Praise Be to Steppenwolf’s THE CHRISTIANS

Praise Be to Steppenwolf’s THE CHRISTIANS

Pictured: Tom Irwin. Photo by Michael Brosilow.

Review: THE CHRISTIANS at Steppenwolf Theatre Company.

By Rachel Weinberg

Steppenwolf Theatre Company’s Chicago premiere of Lucas Hnath’s THE CHRISTIANS is stunningly conceived and highly stylized. In a literal sense, Walt Spangler’s magnificent set captures the enormity of the megachurch in which the play is set—down to the opulent purple carpet—and enhanced by Scott Zielinski’s lighting design and Joseph A. Burke’s visually stimulating projections. But Hnath’s keen and effective playwriting is in itself also inherently theatrical—and sublimely delivered by the production’s ensemble. As the entirety of THE CHRISTIANS takes place inside this megachurch, the line deliveries are quite literally performative. The actors deliver the majority of their lines using hand-held microphones, which emphasizes that this play focuses on more formal, outward expression. The audience’s perspective is also filtered through the lens of the church’s Pastor Paul (Tom Irwin), who controls the play’s narrative.

These are genius devices in a play that concerns itself with themes of power and belief. As the head pastor, Paul wields tremendous influence on the church community—and many members seem to take his word on its face. Yet when Pastor Paul reveals to the congregation that he no longer believes in Hell, he raises a number of questions for the churchgoers. And with this set-up, Hnath also expertly lays out a number of questions for the audience. While as a pastor Paul must remain firm in his convictions in a very public platform, THE CHRISTIANS fundamentally poses to us the following: How is it that we come to believe what we believe? What happens when we may not be sure of what we believe but we are forced to express that tentativeness with utter conviction? And how do we co-exist with those we love and respect but who hold fundamentally irreconcilable beliefs? While in THE CHRISTIANS these questions are filtered through the lens of religion, the implications are wider reaching and incredibly timely.

As with his play HILLARY AND CLINTON, which had its Chicago premiere at Victory Gardens Theater last spring, Hnath also elegantly explores the divide between our public and our private lives. We see this especially in Paul’s relationship with his wife, Elizabeth (Shannon Cochran). In his sermon, Paul reveals that when he first encountered his wife on a flight he sent her a message through the flight attendant: “I have a powerful urge to communicate with you, but I find the distance between us insurmountable.” At this juncture in their relationship, Paul and Elizabeth find themselves bridging a different “insurmountable distance,” one that both reinforces the play’s themes and helps it form its emotional core. Irwin and Cochran both give fully realized, vulnerable performances.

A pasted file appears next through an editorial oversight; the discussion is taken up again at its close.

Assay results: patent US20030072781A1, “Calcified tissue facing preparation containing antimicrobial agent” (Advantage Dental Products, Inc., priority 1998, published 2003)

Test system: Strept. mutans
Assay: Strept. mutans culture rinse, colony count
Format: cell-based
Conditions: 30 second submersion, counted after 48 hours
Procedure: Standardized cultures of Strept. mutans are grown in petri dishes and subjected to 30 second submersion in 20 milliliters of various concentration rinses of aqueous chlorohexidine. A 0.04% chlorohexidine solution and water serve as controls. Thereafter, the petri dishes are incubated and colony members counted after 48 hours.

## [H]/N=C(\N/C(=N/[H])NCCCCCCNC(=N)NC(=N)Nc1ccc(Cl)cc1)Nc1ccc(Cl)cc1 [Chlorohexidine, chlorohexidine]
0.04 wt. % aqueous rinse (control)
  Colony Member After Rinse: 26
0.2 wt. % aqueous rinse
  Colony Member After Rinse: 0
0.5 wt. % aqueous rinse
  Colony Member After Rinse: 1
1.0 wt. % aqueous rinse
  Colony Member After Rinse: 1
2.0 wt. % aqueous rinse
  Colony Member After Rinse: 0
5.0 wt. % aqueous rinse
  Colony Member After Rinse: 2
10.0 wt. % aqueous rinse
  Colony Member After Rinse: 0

While the characters in this play certainly put up facades, it is the actors’ vulnerabilities and willingness to give themselves fully to the roles that makes THE CHRISTIANS work. We see this also in congregant Jenny (Jacqueline Williams), who gives a haunting testimonial about how much the church community has meant to her but also how she finds it difficult to reconcile Pastor Paul’s beliefs with her own needs. Williams bestows so much raw emotion and weight to this speech. And we see this emotional profundity too with Associate Pastor Joshua (Glenn Davis) who does not agree with Pastor Paul’s newly declared beliefs. A late scene between Irwin and Davis in the play is immensely powerful. The ensemble does not miss a note, both performance-wise (kudos to Robert Breuler as the business-minded Elder Jay) and also because the rest of them function as an onstage choir (Faith Howard, Yando Lopez, Jazelle Morriss, Mary-Margaret Roberts, and Charlie Strater, also joined by Williams).

Hnath’s captivating play lasts only a swift 90-minutes. THE CHRISTIANS raised so many intriguing questions in that time and kept me rapt in my seat. And while it is a highly stylized play, it never feels artificial or inauthentic. Rather it is unapologetically theatrical and compelling and explores themes that are entirely of its moment. This is a straight-up beautiful play that will keep me pondering for a long time.

One final note: It’s definitely worth heading to the theater ten or so minutes early to catch the choir singing in their full glory before the play itself begins.

About author

Rachel Weinberg

Rachel Weinberg has been a freelance theater critic around Chicago for more than three years. She is currently pursuing a Masters of Science in Integrated Marketing Communications from the Medill School of Journalism at Northwestern University. Prior to that, Rachel worked for two years in digital marketing at Goodman Theatre and spent a season as a Marketing Apprentice for Roundabout Theatre Company in New York City. You can read all of Rachel's reviews at and find her on Twitter @RachelRWeinberg.